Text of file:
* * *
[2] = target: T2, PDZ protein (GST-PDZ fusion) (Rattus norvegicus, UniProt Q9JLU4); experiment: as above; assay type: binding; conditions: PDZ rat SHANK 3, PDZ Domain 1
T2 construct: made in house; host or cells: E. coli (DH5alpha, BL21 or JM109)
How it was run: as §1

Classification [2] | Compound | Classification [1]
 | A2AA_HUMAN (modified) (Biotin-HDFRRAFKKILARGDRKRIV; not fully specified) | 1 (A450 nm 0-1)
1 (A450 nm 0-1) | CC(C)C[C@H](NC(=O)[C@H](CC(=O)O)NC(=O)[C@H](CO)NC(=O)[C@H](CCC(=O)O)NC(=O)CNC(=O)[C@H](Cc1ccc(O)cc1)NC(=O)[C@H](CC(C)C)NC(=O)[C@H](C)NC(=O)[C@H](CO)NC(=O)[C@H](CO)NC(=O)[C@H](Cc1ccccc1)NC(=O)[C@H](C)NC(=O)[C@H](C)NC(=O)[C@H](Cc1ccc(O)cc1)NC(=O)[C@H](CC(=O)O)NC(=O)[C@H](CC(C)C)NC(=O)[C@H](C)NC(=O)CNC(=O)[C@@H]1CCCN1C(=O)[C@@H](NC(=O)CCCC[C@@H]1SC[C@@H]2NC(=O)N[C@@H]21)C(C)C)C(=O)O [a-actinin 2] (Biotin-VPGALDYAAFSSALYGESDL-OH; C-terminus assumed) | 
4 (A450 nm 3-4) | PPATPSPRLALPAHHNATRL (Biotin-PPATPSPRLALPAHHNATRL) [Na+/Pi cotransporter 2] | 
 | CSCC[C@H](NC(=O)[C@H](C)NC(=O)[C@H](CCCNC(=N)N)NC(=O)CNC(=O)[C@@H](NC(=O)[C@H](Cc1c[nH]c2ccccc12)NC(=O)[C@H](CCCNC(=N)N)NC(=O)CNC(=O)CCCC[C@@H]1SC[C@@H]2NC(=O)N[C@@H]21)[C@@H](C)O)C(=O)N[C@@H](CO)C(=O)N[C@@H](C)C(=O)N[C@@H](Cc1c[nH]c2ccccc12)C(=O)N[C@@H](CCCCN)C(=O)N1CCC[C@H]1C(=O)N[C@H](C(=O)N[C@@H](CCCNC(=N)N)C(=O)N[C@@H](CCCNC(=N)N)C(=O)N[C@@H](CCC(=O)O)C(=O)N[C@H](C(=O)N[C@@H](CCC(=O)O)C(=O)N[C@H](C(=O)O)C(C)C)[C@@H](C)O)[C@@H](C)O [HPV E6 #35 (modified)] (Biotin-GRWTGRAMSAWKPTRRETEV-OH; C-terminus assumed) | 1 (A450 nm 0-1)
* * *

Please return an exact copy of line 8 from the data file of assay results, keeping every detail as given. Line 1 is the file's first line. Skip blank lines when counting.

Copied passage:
 | CSCC[C@H](NC(=O)[C@H](C)NC(=O)[C@H](CCCNC(=N)N)NC(=O)CNC(=O)[C@@H](NC(=O)[C@H](Cc1c[nH]c2ccccc12)NC(=O)[C@H](CCCNC(=N)N)NC(=O)CNC(=O)CCCC[C@@H]1SC[C@@H]2NC(=O)N[C@@H]21)[C@@H](C)O)C(=O)N[C@@H](CO)C(=O)N[C@@H](C)C(=O)N[C@@H](Cc1c[nH]c2ccccc12)C(=O)N[C@@H](CCCCN)C(=O)N1CCC[C@H]1C(=O)N[C@H](C(=O)N[C@@H](CCCNC(=N)N)C(=O)N[C@@H](CCCNC(=N)N)C(=O)N[C@@H](CCC(=O)O)C(=O)N[C@H](C(=O)N[C@@H](CCC(=O)O)C(=O)N[C@H](C(=O)O)C(C)C)[C@@H](C)O)[C@@H](C)O [HPV E6 #35 (modified)] (Biotin-GRWTGRAMSAWKPTRRETEV-OH; C-terminus assumed) | 1 (A450 nm 0-1)